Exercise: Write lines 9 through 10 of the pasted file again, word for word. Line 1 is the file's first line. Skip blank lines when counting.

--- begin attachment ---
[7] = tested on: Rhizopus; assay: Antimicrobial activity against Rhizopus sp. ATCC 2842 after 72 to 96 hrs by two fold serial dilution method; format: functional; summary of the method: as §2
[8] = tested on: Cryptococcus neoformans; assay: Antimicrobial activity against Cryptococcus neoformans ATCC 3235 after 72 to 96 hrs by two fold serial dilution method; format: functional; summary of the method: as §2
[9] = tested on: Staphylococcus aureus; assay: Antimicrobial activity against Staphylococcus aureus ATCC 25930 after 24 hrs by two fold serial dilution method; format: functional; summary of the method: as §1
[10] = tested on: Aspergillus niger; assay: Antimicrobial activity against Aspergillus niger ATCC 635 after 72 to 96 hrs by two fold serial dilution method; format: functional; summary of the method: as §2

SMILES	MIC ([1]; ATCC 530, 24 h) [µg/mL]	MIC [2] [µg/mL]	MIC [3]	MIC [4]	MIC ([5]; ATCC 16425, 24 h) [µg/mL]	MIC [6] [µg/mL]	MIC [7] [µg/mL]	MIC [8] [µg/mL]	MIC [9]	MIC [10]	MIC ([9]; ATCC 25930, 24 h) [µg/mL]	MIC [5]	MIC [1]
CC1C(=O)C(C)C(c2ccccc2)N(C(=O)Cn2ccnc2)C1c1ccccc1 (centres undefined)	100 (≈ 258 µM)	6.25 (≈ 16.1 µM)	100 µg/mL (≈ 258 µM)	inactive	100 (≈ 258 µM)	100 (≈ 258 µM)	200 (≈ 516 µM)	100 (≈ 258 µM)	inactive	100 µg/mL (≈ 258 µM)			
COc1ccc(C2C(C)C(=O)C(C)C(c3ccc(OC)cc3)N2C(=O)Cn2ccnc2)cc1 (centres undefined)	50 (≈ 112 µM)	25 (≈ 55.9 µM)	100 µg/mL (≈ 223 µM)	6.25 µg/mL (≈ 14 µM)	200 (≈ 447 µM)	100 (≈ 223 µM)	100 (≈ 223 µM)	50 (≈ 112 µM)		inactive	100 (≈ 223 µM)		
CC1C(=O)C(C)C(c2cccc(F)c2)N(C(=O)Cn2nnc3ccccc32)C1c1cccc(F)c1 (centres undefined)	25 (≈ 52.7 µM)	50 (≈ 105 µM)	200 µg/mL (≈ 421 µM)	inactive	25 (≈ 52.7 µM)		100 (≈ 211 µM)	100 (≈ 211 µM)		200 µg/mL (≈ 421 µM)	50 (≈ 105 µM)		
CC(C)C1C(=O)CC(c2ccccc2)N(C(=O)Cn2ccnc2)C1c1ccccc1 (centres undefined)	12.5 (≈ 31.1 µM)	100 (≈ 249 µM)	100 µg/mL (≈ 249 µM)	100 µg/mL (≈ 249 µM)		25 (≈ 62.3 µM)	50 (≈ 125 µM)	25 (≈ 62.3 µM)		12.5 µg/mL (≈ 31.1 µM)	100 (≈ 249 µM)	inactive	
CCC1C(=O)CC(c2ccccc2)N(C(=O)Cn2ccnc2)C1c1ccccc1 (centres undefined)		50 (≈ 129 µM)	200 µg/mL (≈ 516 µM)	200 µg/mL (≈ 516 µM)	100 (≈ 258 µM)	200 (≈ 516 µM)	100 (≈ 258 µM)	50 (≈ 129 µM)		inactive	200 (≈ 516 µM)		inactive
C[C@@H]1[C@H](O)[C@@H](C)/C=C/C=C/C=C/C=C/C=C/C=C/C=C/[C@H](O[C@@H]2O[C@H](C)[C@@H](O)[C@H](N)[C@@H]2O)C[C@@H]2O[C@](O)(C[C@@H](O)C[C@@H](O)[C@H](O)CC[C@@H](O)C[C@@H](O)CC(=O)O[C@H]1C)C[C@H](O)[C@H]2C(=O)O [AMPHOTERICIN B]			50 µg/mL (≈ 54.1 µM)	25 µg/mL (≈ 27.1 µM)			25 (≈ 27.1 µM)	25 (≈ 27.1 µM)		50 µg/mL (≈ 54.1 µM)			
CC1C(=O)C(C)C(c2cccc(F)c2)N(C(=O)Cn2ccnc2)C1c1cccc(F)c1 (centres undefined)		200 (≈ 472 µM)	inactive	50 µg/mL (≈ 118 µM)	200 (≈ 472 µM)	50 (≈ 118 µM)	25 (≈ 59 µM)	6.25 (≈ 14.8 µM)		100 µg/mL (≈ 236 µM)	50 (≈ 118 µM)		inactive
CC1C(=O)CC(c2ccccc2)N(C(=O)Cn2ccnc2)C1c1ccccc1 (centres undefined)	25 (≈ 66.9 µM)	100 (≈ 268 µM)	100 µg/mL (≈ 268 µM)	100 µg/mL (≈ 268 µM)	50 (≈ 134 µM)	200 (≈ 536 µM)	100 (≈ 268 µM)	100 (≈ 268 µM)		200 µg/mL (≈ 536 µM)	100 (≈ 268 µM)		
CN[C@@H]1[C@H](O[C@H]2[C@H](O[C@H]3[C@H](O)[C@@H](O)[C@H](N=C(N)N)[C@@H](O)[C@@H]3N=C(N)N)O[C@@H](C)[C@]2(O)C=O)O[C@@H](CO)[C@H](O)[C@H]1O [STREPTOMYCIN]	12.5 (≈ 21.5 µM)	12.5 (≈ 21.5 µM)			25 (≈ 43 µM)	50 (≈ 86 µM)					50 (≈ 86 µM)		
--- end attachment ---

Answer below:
CC(C)C1C(=O)CC(c2ccccc2)N(C(=O)Cn2ccnc2)C1c1ccccc1 (centres undefined)	12.5 (≈ 31.1 µM)	100 (≈ 249 µM)	100 µg/mL (≈ 249 µM)	100 µg/mL (≈ 249 µM)		25 (≈ 62.3 µM)	50 (≈ 125 µM)	25 (≈ 62.3 µM)		12.5 µg/mL (≈ 31.1 µM)	100 (≈ 249 µM)	inactive	
CCC1C(=O)CC(c2ccccc2)N(C(=O)Cn2ccnc2)C1c1ccccc1 (centres undefined)		50 (≈ 129 µM)	200 µg/mL (≈ 516 µM)	200 µg/mL (≈ 516 µM)	100 (≈ 258 µM)	200 (≈ 516 µM)	100 (≈ 258 µM)	50 (≈ 129 µM)		inactive	200 (≈ 516 µM)		inactive